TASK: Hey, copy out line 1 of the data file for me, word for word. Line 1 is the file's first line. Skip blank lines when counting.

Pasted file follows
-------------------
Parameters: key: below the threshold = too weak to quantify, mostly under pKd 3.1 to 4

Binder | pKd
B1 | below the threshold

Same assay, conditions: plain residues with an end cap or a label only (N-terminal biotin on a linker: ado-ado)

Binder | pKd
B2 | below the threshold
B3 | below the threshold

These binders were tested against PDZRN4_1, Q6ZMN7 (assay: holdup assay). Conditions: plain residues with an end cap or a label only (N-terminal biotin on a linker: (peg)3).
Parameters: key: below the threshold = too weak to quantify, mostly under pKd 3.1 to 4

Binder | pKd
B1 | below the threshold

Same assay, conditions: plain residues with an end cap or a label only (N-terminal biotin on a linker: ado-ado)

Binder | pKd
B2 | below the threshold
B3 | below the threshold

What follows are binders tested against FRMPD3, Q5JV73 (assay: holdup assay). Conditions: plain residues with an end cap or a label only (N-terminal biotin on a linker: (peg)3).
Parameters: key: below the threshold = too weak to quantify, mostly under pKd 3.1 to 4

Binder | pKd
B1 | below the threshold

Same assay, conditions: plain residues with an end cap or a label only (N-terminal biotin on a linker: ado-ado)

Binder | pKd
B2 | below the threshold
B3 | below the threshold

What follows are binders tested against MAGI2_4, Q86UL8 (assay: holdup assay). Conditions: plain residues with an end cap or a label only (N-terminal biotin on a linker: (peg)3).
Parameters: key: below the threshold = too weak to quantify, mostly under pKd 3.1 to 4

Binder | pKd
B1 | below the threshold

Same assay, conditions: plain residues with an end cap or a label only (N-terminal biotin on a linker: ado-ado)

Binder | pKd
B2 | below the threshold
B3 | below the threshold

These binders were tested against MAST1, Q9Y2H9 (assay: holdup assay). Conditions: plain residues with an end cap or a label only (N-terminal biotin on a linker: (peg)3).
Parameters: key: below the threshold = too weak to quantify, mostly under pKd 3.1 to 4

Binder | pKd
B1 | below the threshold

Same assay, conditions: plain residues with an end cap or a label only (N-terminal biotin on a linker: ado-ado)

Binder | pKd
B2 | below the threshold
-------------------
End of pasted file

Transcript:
Parameters: key: below the threshold = too weak to quantify, mostly under pKd 3.1 to 4